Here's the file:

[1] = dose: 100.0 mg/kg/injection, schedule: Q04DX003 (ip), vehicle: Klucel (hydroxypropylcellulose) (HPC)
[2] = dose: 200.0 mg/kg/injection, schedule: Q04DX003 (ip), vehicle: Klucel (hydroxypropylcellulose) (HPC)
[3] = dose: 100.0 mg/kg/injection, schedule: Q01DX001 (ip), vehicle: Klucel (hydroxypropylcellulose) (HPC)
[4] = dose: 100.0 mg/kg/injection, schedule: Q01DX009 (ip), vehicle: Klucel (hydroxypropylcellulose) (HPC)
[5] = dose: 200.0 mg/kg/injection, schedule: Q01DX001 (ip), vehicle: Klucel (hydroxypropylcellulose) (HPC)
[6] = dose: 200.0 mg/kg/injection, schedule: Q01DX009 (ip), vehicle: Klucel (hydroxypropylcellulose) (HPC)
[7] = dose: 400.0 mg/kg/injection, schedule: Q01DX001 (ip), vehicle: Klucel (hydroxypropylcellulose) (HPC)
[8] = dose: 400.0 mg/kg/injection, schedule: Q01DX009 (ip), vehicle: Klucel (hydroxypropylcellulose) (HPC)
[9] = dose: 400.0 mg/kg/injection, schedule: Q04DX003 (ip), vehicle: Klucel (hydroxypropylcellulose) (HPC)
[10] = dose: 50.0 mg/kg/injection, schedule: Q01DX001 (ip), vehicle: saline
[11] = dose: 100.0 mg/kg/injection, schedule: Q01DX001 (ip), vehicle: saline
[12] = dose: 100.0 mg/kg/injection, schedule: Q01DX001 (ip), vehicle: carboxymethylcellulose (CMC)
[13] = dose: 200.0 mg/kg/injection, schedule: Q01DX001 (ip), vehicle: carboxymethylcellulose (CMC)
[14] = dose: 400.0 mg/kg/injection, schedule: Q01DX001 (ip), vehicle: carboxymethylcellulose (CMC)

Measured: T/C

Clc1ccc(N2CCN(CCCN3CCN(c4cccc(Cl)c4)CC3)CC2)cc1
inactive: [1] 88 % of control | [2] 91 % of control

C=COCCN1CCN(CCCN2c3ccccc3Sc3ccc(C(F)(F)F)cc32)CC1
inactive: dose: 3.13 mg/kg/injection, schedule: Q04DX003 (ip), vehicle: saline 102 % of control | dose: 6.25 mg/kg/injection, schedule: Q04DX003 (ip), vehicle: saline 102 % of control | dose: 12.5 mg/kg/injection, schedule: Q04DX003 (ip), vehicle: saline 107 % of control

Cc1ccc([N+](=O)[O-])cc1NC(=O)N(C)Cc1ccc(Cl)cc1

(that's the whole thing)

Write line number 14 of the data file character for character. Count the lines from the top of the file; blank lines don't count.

[14] = dose: 400.0 mg/kg/injection, schedule: Q01DX001 (ip), vehicle: carboxymethylcellulose (CMC)